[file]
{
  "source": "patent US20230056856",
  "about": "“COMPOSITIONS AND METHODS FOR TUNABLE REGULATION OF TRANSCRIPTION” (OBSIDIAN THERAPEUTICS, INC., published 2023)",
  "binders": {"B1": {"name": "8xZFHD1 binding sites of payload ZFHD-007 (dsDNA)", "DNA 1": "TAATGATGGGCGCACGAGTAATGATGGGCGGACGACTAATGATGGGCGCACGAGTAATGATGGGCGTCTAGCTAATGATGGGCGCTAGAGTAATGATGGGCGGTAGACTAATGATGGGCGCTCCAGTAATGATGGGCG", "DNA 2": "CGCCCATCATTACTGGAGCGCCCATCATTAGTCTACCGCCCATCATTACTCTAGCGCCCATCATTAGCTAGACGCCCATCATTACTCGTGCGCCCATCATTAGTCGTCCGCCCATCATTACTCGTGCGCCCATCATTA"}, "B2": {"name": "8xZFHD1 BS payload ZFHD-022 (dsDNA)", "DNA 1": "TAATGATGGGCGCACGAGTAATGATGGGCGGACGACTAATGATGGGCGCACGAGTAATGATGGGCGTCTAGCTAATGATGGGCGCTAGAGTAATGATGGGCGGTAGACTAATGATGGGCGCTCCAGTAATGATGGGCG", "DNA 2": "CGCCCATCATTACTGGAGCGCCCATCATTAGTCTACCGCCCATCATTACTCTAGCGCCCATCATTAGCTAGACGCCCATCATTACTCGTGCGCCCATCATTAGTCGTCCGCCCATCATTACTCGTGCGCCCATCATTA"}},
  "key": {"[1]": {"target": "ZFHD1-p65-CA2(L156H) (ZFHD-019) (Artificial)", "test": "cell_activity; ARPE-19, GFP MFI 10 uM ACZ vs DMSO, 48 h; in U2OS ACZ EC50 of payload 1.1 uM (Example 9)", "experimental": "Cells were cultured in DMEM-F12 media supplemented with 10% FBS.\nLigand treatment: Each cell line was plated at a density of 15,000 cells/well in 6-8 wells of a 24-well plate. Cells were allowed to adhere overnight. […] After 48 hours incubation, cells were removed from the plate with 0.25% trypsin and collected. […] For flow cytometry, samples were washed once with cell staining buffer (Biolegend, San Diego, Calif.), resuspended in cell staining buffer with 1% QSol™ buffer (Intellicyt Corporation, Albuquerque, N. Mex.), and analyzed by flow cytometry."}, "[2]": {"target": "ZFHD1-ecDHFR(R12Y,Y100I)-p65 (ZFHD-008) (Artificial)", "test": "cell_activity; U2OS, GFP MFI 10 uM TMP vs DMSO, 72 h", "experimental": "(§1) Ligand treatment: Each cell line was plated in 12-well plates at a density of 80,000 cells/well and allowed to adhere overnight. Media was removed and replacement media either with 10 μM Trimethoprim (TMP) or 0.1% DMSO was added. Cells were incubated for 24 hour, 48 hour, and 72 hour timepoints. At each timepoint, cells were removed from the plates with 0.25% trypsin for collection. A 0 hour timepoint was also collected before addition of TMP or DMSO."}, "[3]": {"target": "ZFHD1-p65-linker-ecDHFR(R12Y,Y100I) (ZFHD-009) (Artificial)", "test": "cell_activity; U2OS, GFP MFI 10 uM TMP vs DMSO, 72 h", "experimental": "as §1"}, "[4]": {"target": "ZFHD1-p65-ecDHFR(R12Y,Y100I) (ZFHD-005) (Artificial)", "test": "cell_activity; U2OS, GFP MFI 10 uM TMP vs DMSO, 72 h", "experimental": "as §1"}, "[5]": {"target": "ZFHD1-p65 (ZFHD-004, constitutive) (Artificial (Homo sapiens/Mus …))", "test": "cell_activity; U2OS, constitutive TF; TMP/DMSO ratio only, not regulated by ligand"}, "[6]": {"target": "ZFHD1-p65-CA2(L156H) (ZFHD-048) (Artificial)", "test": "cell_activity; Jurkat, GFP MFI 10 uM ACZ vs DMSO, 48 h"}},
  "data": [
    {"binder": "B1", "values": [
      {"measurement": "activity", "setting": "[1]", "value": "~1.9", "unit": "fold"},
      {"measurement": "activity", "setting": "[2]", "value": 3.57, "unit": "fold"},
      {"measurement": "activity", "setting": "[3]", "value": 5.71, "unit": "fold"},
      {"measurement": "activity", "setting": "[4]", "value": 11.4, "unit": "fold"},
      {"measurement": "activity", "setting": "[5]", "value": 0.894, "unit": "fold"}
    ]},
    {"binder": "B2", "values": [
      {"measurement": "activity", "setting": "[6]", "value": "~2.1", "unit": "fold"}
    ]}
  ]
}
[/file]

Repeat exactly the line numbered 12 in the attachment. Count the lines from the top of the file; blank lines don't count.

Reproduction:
      {"measurement": "activity", "setting": "[5]", "value": 0.894, "unit": "fold"}